W3C home > Mailing lists > Public > www-rdf-logic@w3.org > May 2001

RE: Why Triples? (was Re: What do the ontologists want)

From: pat hayes <phayes@ai.uwf.edu>
Date: Sat, 19 May 2001 16:25:13 -0500
Message-Id: <v04210142b72c93c1d464@[]>
To: "Danny Ayers" <danny@panlanka.net>
Cc: www-rdf-logic@w3.org
>Nice to see something real-world for a change. However, you only go 
>as far as to discuss representing or encoding (correct word?) the 
>the data in triples. There's no denying that the structure would be 
>a bit tangled, but look at what we might want to do with it - 
>communicate & reason. Ok, we could pass on 4-ary relations, as long 
>as the receiver was prepared to accept 4-ary structures. How might 
>it be transferred?

Any number of ways. You could do it in XML, for example. You could do 
it using Sexpressions, or even in HTML if you were willing to write a 
(very) simple parser.  What kind of transfer problems are you worried 

>Same with reasoning - how would you go about querying this alongside 
>e.g. a list of Director, Age Restriction, Country of origin, 
>Duration + another 4 sets I can't think of...

Reasoners have been using formats like this since the 1960s. You 
would unify the two expressions from left to right.

>I also suspect that there is something happening at a psychological 
>level in these arguments - it's far easier for a human to relate to 
>information in a structure like that below - but is this necessarily 
>the case for machines?

Yes, there are significant computational advantages. In general, the 
more stuff you can incorporate into the unifier, the more efficient 
the inference search: you tend to be trading an exponential for a 
linear cost, a very good trade.

Pat Hayes

>Danny Ayers
>-----Original Message-----
>From: www-rdf-logic-request@w3.org 
>[mailto:www-rdf-logic-request@w3.org]On Behalf Of Ziv Hellman
>Sent: 19 May 2001 23:18
>To: Sandro Hawke
>Cc: www-rdf-logic@w3.org
>Subject: RE: Why Triples? (was Re: What do the ontologists want)
> > There's no reason a set of triples like
> >
> >    <a, color, red>
> >    <a, size, big>
> >    <a, flavor, sweet>
> >    <b, color, green>
> >    <b, size, small>
> >    <b, flavor, bitter>
> >
> > can't be presented to users as
> >
> >    object   color   size   flavor
> >    ======   =====   ====   =====
> >      a      red     big    sweet
> >      b      green   small  bitter
> >
>This is a nice example, but if you examine it closely you will 
>notice that it does not represent a true multi-ary relation, but 
>rather a serialization of natural binary relations: an object has a 
>colour, it has a size, it has a flavour, and each of these is an 
>attribute of the object. In this case, the table can be directly 
>reduced to the triples, and vice-versa. Add price to the list later, 
>and you have just tacked on yet another binary predicate.
>But consider the following more complicated table that one might 
>encounter in real life and want to make available on a semantic web:
>month           city            cinema  theatre         film
>-------         ----------      -----------     ------------ 
>April           Tel Aviv        Globus  1                       Pokemon 2
>April           Tel Aviv        Globus  1                       Gladiator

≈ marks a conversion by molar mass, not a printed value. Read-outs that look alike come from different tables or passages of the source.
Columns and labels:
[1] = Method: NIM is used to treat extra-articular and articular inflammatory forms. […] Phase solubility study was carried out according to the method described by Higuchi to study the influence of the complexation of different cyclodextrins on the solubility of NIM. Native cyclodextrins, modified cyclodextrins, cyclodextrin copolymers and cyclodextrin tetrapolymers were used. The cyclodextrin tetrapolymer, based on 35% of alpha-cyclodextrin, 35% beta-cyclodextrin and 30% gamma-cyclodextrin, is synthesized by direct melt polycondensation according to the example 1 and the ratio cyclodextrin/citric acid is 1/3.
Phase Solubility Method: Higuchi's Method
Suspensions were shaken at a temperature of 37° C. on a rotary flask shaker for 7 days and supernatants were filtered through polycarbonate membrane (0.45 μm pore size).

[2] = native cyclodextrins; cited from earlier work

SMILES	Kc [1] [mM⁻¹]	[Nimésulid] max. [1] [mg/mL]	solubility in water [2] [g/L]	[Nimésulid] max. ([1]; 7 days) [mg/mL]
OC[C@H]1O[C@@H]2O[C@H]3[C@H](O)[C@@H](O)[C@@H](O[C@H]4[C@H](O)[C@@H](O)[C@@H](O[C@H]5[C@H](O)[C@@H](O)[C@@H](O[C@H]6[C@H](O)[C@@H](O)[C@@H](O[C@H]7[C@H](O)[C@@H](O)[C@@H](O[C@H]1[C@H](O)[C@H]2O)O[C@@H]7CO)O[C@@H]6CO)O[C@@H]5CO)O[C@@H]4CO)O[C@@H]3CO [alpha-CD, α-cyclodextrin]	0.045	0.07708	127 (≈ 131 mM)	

>April           Tel Aviv        Globus  2                       Miss 
>April           Tel Aviv        Peer            1 
>Miss Congeniality
>April           Tel Aviv        Peer            2 
>Cast Away
>April           Jerusalem       Gil             1 
>Pokemon 2
>April           Jerusalem       Gil             2 
>Proof of Life
>April           Jerusalem       Globus  1                       15 Minutes
>April           Jerusalem       Globus  2                       102 Dalmatians
>May             Tel Aviv        Globus  1                       Pokemon 2
>May             Tel Aviv        Globus  1                       Billy Elliot
>May             Tel Aviv        Globus  2                       The Mummy
>May             Tel Aviv        Peer            1 
>The Mummy
>May             Tel Aviv        Peer            2 
>Exit Wounds
>May             Jerusalem       Gil             1 
>Pokemon 2
>May             Jerusalem       Gil             2 
>The Mummy
>May             Jerusalem       Globus  1                       A 
>Hard Day's Night
>May             Jerusalem       Globus  2                       15 Minutes
>Unfortunately, no matter how one views this, there is no way to 
>reduce the information content here to binary attributes. In order 
>to encode it as ground atom triples, one would probably artificially 
>have to create 18 objects, each of which would then be associated in 
>a binary relation to each basic item in the table. The resulting 
>data construct would look so baroque and/or contain so much 
>redundancy that I would guess someone somewhere will eventually 
>notice that RDF has containers and decide to ship the table more 
>straightforwardly as a list of lists and by-pass the triples 
> > The best reasons I've heard for triples:
> >
> >      We don't want to grant any particular properties or relations
> >      special status. 
> >
> > If we later want to add a property (column) "price" or even "price at
> > Whole Foods Market in Newtonville on 2001-05-18" we can do that
> > without breaking anything.
>In the cinemas example above, it is not immediately clear that 
>adding new triples somewhere deep in a complicated triple encoding 
>of the data is easier -- or less likely to break anything -- than 
>tacking on a new value at the end of each list in a list of lists 

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Received on Saturday, 19 May 2001 17:25:12 UTC

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